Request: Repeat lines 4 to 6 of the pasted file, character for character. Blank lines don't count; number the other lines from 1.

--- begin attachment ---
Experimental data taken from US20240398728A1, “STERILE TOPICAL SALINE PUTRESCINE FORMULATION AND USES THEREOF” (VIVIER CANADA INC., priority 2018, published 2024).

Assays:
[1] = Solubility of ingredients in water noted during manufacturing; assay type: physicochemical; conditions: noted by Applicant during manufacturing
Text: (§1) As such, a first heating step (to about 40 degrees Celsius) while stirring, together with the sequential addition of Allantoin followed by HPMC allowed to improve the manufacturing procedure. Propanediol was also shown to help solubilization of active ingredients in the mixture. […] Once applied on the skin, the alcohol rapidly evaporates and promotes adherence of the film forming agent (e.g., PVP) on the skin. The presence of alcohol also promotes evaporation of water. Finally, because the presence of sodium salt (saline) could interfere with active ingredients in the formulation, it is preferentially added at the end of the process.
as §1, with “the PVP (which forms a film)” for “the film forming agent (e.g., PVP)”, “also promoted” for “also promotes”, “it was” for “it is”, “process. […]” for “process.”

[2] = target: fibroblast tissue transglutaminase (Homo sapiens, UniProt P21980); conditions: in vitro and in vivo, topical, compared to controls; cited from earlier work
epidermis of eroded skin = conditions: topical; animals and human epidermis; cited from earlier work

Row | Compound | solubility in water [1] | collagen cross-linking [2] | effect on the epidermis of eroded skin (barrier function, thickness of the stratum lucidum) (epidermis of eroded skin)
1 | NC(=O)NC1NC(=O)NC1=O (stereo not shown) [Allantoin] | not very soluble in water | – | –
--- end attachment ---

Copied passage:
Text: (§1) As such, a first heating step (to about 40 degrees Celsius) while stirring, together with the sequential addition of Allantoin followed by HPMC allowed to improve the manufacturing procedure. Propanediol was also shown to help solubilization of active ingredients in the mixture. […] Once applied on the skin, the alcohol rapidly evaporates and promotes adherence of the film forming agent (e.g., PVP) on the skin. The presence of alcohol also promotes evaporation of water. Finally, because the presence of sodium salt (saline) could interfere with active ingredients in the formulation, it is preferentially added at the end of the process.
as §1, with “the PVP (which forms a film)” for “the film forming agent (e.g., PVP)”, “also promoted” for “also promotes”, “it was” for “it is”, “process. […]” for “process.”

[2] = target: fibroblast tissue transglutaminase (Homo sapiens, UniProt P21980); conditions: in vitro and in vivo, topical, compared to controls; cited from earlier work